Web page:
The researcher interprets, both consciously and not so consciously:

The sense I make of the world is not only made, that is, socially and discursively constituted rather than discovered, but what I observe and how I explain it cannot escape the predilections, values and cultural assumptions I bring to it. Knowledge is perspectival. (Smith, 1998)

Even conscious interpretations can be at least partially motivated by elements that would not normally be found in a step-by-step research protocol. In describing the process of writing a book about her research with perpetrators of family violence, Gilgun (1998) lists what she does and does not want her book to do. Here are some excerpts:

I don’t want other scholars to think I’m a poor scholar … I don’t want other feminist scholars to think I’ve betrayed feminist principles … I want other people to develop an unchangeable, iron will to prevent violence; this includes working on projects and policies that change some of the foundational beliefs and practices of Western culture … I wanted to show the impossibility of researchers emerging unscathed from the investigation of the lived experience of violence …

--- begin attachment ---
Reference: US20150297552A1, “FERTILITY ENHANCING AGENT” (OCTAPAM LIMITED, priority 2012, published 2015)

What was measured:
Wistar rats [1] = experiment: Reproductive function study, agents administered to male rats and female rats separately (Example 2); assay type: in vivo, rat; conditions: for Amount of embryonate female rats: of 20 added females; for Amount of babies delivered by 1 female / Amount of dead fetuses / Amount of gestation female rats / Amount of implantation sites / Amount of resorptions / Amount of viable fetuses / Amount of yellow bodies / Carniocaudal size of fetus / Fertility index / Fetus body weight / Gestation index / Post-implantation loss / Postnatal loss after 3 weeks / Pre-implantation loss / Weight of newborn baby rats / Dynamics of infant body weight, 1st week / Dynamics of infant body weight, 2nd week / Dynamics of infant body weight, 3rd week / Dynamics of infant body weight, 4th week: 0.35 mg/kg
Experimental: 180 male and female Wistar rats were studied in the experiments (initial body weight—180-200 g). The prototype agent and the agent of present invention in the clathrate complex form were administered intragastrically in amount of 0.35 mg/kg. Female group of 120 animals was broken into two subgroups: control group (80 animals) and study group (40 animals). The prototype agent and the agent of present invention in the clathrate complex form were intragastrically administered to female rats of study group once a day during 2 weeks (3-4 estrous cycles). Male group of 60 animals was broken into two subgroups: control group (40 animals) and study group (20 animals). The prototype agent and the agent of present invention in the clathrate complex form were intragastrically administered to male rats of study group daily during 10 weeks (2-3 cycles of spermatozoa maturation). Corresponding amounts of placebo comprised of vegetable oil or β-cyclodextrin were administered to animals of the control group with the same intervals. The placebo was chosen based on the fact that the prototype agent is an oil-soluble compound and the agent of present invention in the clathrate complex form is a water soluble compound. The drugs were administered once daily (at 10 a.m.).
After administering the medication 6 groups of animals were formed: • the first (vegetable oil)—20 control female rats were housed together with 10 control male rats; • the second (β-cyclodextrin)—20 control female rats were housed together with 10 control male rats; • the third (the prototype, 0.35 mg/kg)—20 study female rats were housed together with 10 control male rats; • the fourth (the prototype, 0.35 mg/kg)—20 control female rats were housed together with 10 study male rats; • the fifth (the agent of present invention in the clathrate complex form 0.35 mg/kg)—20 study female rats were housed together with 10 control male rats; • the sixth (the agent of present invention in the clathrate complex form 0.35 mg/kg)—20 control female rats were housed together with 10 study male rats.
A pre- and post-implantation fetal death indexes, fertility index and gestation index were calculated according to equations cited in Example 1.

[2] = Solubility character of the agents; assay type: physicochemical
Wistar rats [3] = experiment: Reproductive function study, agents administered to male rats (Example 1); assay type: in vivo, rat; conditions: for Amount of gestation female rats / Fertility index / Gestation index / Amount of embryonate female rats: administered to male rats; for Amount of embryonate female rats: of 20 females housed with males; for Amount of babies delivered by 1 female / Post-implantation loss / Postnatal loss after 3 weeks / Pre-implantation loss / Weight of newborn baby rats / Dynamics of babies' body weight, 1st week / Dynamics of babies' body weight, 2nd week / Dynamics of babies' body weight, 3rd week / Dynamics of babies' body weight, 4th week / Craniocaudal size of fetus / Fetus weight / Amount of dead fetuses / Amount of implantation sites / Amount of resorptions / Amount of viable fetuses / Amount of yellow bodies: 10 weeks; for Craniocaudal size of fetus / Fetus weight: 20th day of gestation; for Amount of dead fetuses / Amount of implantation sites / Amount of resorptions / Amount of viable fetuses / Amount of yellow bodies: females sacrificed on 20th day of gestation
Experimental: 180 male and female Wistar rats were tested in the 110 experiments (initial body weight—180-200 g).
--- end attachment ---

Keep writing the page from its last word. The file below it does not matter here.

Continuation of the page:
These words can be interpreted from various points of view, and they certainly stand in multiple contexts. Among others, there are some strong psychological mechanisms at play: She wants to be part of two groups whose approval she apparently values highly, and is perhaps anxious that certain aspects of her book might threaten that approval; she is very intent on influencing others to emulate her values; she wants others to hear the emotional difficulties she encountered during her research. These intentions will find their way into how she writes her book, into how she portrays the participants in her research.